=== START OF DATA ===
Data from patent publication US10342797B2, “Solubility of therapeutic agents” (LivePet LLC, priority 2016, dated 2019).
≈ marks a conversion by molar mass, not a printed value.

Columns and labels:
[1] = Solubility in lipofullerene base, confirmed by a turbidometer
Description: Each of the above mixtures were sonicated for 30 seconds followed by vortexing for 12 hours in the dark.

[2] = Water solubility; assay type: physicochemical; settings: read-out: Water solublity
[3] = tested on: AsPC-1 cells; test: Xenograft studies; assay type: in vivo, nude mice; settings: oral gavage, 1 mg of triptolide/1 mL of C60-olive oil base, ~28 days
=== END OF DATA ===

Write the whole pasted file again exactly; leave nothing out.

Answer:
Data from patent publication US10342797B2, “Solubility of therapeutic agents” (LivePet LLC, priority 2016, dated 2019).
≈ marks a conversion by molar mass, not a printed value.

Columns and labels:
[1] = Solubility in lipofullerene base, confirmed by a turbidometer
Description: Each of the above mixtures were sonicated for 30 seconds followed by vortexing for 12 hours in the dark.

[2] = Water solubility; assay type: physicochemical; settings: read-out: Water solublity
[3] = tested on: AsPC-1 cells; test: Xenograft studies; assay type: in vivo, nude mice; settings: oral gavage, 1 mg of triptolide/1 mL of C60-olive oil base, ~28 days